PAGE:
Apache Spark has ignited an explosion of data exploration on very large data sets. Spark played a big role in making general purpose distributed compute accessible. Anyone with some level of skill in Python, Scala, Java, and now R, can just sit down and start exploring data at scale. It also democratized Data Science by offering ML as a series of black boxes. Training of Artificial Intelligence is now possible for those of us who do not have PhDs in Statistics and Mathematics.
Now Spark SQL is also helping to bring data exploration to the business unit directly. In partnership with Apache Hive, Spark has been enabling users to explore very large data sets using SQL expression. However, in order to truly make Spark SQL available for ad-hoc access by business analysts using BI tools, fine grain security and governance are necessary. Spark provides strong authentication via Kerberos and wire encryption via SSL.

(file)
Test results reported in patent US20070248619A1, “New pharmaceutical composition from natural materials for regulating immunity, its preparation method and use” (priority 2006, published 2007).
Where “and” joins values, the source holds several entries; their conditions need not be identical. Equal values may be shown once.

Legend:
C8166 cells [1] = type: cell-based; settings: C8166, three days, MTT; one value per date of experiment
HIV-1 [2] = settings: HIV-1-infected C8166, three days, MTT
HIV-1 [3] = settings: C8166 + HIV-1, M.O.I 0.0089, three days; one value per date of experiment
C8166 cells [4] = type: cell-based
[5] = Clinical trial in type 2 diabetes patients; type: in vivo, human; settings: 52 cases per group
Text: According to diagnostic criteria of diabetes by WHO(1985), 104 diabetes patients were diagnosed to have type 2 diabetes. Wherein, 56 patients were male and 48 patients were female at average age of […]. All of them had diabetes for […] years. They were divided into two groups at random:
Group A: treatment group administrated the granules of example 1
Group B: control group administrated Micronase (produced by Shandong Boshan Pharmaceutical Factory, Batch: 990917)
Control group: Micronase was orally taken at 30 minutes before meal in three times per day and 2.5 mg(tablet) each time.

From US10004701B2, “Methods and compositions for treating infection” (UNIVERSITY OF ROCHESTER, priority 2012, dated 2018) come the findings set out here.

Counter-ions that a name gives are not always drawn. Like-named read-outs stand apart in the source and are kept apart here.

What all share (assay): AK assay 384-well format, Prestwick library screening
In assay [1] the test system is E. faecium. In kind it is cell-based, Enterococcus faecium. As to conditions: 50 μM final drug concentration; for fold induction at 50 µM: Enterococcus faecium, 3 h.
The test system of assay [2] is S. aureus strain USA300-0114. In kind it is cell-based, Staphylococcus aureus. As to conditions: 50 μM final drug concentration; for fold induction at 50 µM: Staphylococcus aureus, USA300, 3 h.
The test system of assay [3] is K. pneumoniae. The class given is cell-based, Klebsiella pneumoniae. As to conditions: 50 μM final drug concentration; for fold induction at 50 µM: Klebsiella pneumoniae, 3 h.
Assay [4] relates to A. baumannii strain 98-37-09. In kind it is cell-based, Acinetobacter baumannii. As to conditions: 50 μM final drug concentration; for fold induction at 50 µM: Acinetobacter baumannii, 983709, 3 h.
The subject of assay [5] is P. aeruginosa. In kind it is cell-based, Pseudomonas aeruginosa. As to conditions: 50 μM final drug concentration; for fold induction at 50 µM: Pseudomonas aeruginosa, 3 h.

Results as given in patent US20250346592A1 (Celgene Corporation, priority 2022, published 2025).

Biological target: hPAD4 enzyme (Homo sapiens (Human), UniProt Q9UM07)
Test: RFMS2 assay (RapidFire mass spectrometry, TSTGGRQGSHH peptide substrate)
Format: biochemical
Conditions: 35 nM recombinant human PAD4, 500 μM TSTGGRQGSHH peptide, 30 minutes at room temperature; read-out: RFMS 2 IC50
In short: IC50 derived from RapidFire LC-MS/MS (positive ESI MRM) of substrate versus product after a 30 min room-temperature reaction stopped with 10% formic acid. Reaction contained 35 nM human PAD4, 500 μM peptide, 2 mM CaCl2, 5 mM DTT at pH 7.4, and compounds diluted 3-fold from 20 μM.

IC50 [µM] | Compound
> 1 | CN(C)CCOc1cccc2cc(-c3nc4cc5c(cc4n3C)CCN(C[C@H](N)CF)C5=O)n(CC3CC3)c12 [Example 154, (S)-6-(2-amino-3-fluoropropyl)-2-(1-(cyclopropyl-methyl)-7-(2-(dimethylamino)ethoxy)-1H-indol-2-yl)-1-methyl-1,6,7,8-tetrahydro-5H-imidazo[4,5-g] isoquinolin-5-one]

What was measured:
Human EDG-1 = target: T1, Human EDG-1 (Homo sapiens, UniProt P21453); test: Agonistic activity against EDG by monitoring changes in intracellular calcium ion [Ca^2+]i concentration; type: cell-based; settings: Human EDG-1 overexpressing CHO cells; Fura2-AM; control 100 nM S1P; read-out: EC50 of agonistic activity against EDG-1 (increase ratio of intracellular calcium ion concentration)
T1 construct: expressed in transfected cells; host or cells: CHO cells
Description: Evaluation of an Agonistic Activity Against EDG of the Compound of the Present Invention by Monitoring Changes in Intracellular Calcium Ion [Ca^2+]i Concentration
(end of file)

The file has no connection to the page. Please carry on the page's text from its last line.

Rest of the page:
However, up to this point, Authorization was only possible via HDFS ACLs. This approach works relatively well when Spark is used as a general purpose compute framework. That is, using Java/Scala/Python to express logic that cannot be encapsulated in a SQL statement. However, when structured schema with columns and rows is applied, fine grain security becomes a challenge. Data in the same table may belong to two different groups, each with their own regulatory requirements. Data may have regional restrictions, time-based availability restrictions, departmental restrictions, etc.
Currently, Spark does not have a built-in authorization sub-system. It tries to read the data set as instructed and either succeeds or fails based on file system permissions. There is no way to define a pluggable module that contains an instruction set for fine grain authorization. This means that authorization policy enforcement must be performed somewhere outside of Spark. In other words, some other system has to tell Spark that it is not allowed to read the data because it contains a restricted column.